The space within the interlayer of 2-dimensional (2D) nanosheets provides new and intriguing confined environments for molecular interactions. However, atomic level understanding of the adsorption mechanism of CO2 confined within the interlayer of 2D nanosheets is still limited. Herein, we present a comparative study of the adsorption mechanisms of CO2 confined within graphene-molybdenum disulfide (MoS2) nanosheets using density functional theory (DFT). A comprehensive analysis of CO2 adsorption energies (EAE) at various interlayer spacings of different multilayer structures comprising graphene/graphene (GrapheneB) and MoS2/MoS2 (MoS2B) bilayers as well as graphene/MoS2 (GMoS2) and MoS2/graphene (MoS2G) hybrids is performed to obtain the most stable adsorption configurations. It was found that 7.5 Å and 8.5 Å interlayer spacings are the most stable conformations for CO2 adsorption on the bilayer and hybrid structures, respectively. Adsorption energies of the multilayer structures decreased in the following trend: MoS2B > GrapheneB > MoS2G > GMoS2. By incorporating van der Waals (vdW) interactions between the CO2 molecule and the surfaces, we find that CO2 binds more strongly on these multilayer structures. Furthermore, there is a slight discrepancy in the binding energies of CO2 adsorption on the heterostructures (GMoS2, MoS2G) due to the modality of the atom arrangement (C-Mo-S-O and Mo-S-O-C) in both structures, indicating that conformational anisotropy determines to a certain degree its CO2 adsorption energy. Meanwhile, Bader charge analysis shows that the interaction between CO2 and these surfaces causes charge transfer and redistributions. By contrast, the density of states (DOS) plots show that CO2 physisorption does not have a substantial effect on the electronic properties of graphene and MoS2. In summary, the results obtained in this study could serve as useful guidance in the preparation of graphene-MoS2 nanosheets for the improved adsorption efficiency of CO2.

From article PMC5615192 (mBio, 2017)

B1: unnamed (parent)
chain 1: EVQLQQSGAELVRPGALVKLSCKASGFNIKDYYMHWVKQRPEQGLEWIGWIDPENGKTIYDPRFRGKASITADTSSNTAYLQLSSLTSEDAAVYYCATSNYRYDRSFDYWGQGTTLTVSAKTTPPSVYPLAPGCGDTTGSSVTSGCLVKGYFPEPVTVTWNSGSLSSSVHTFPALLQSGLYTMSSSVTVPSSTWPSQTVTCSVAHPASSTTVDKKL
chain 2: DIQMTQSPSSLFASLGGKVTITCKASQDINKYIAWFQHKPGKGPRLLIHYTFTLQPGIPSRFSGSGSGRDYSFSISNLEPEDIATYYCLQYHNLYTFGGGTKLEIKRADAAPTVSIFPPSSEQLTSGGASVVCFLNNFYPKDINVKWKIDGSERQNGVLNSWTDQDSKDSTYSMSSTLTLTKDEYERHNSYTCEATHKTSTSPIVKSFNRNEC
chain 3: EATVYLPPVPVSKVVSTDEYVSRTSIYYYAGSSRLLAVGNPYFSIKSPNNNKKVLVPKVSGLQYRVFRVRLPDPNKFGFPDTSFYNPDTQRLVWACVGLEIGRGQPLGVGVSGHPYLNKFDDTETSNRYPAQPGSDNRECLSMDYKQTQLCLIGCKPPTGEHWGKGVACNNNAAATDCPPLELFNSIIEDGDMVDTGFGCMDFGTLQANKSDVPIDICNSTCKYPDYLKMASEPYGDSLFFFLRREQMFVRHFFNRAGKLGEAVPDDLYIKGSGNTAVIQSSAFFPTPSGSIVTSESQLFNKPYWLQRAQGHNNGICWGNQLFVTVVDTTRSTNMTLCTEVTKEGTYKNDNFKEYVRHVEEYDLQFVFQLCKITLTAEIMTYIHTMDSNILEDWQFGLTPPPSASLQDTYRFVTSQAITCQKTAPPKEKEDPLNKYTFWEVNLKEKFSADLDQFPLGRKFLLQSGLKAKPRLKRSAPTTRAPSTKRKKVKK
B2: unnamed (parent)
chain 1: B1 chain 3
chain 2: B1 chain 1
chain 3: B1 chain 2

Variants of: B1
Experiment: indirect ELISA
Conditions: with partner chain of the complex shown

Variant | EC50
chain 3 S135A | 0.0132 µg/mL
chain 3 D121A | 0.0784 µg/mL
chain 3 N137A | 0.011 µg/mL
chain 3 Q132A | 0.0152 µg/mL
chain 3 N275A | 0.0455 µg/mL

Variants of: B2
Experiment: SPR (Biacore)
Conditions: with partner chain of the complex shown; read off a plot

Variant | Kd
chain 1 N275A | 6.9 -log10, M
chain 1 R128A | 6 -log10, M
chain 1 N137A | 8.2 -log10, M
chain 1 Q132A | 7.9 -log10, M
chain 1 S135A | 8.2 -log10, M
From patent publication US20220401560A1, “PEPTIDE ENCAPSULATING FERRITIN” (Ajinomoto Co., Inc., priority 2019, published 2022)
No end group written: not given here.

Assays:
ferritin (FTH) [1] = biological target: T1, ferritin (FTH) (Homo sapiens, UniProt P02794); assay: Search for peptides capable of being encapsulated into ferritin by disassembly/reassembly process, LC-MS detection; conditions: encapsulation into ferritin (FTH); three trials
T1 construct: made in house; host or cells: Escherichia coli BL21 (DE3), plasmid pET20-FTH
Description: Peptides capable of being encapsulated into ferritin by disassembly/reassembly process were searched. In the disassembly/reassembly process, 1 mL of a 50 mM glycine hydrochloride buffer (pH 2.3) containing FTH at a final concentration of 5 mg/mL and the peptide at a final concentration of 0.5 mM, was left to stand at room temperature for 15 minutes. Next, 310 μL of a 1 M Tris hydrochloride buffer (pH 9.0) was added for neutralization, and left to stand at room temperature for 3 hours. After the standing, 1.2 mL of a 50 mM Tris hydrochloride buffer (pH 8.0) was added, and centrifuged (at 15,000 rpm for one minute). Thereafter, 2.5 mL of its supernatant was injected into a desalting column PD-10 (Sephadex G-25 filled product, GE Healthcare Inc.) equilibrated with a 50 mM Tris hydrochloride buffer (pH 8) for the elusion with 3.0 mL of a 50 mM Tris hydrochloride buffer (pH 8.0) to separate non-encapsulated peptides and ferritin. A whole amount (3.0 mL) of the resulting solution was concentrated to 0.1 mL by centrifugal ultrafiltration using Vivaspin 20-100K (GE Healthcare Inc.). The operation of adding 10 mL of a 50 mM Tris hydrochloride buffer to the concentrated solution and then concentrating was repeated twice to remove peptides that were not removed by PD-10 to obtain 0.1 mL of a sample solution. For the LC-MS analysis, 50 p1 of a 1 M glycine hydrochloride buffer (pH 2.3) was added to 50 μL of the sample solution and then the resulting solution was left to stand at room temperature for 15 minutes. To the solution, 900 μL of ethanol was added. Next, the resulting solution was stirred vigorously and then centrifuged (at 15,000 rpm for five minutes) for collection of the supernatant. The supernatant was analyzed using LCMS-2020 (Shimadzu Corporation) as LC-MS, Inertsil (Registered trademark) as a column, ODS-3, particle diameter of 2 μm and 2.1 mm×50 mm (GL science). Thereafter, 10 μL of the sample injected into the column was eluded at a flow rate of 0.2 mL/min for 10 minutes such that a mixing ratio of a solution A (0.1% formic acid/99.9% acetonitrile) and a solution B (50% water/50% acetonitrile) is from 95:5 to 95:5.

ASJC Scopus subject areas
- Chemistry (all)
- Atomic and Molecular Physics, and Optics
- Materials Science (all)
- Engineering (all)